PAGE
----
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CCTS Annual Report 2019-20 Shows Internet Code, TV Code are Dead Letters

OTTAWA – 30 November 2020 – The Commission for Telecom-Television Services (CCTS) Annual Report 2019-20 of consumer complaints about communications services shows that the Canadian Radio-television and Telecommunications Commission’s (CRTC) “Internet Code” and “TV Service Provider Code” do not protect consumers and indeed are “dead letters” that mislead consumers into believing their Internet and TV use is protected when it is not, today said the Public Interest Advocacy Centre (PIAC).

The CCTS Report shows that consumers were able to use the Internet Code to vindicate their complaints against Internet Service Providers only 1.4% of the time. ¬†Likewise, consumers’ ability to rely upon the TV Service Provider Code to support their TV service complaints also was successful only 1.4% of the time.

“These two CRTC codes are dead letters, as they permit companies to raise prices mid-contract and to charge early cancellation fees, which are two of the largest complaint-drivers for consumers,” stated John Lawford, Executive Director and General Counsel of PIAC. ¬†“The CRTC claims that these codes increase clarity of contracts and empower consumers but clearly they do the opposite: they disappoint consumers who complain,” he added.

Lawford contrasted the Internet Code and TV Service Provider Code with the CRTC’s earlier “Wireless Code” and “Deposit and Disconnections Code“, both of which contain important substantive protections for consumers, such as prohibitions on price changes during the contract period and clear rules for disconnections. ¬†Consumers were able to rely on the Wireless Code to support their complaint 6.5% of the time, while those using the Deposit and Disconnection Code successfully called it in aid over 7% of the time.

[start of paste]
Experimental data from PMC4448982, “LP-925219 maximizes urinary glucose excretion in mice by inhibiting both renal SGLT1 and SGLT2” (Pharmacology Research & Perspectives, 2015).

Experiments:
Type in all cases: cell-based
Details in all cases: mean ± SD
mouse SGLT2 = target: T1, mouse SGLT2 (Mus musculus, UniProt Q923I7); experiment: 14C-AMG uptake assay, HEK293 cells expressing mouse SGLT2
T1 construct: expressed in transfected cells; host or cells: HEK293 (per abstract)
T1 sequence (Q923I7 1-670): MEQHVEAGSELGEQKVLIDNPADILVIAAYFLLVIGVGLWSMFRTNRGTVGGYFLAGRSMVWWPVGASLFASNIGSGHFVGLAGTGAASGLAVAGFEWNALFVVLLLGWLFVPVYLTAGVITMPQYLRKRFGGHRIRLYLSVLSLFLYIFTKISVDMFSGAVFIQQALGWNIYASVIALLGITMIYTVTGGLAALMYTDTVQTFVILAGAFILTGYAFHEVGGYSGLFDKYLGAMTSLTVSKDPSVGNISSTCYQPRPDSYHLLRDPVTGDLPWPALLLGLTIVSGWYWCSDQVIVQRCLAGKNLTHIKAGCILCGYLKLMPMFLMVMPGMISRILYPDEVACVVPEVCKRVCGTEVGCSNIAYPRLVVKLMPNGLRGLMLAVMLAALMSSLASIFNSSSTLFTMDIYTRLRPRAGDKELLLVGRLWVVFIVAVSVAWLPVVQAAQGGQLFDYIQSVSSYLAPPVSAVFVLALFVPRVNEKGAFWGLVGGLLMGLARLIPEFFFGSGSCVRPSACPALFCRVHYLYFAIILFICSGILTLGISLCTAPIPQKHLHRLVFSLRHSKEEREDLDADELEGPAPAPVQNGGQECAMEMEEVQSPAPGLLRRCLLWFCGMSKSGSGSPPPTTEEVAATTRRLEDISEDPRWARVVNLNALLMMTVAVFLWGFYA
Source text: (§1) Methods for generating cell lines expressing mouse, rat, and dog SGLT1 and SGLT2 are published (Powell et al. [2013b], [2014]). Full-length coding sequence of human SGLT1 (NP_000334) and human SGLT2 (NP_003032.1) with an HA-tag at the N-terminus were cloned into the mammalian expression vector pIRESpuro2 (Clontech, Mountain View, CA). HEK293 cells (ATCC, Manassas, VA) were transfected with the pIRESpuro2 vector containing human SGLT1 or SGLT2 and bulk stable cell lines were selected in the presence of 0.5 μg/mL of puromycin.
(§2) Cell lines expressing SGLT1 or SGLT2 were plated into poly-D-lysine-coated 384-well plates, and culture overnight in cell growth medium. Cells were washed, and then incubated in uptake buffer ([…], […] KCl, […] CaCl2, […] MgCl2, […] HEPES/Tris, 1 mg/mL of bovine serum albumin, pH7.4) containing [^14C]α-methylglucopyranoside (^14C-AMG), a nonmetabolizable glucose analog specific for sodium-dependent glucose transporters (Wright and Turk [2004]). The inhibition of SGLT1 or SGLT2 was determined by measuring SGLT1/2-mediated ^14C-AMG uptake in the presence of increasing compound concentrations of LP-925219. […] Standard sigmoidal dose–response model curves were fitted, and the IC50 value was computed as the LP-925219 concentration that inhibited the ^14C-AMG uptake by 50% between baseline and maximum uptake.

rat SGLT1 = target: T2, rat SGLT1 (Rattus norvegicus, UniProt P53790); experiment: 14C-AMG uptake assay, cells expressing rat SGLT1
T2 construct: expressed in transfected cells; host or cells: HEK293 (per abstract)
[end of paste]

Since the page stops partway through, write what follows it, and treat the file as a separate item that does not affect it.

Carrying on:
“The major complaint issues raised with the CCTS were about ‘disclosure’ and ‘billing’. That’s code words for the companies changing prices mid-contract, mis-selling at the start of the contract or charging huge termination fees. The answer is simple: outlaw price changes during the contract, whether for Internet, wireless, TV or home phone,” stated Lawford. PIAC has previously alerted consumers to the inadequacy of the Internet Code.

For more information, please contact:

John Lawford

Executive Director and General Counsel

Public Interest Advocacy Centre

Tel: 613-562-4002 ext. 125

Cell: 613-447-8125

jlawford@piac.ca

 

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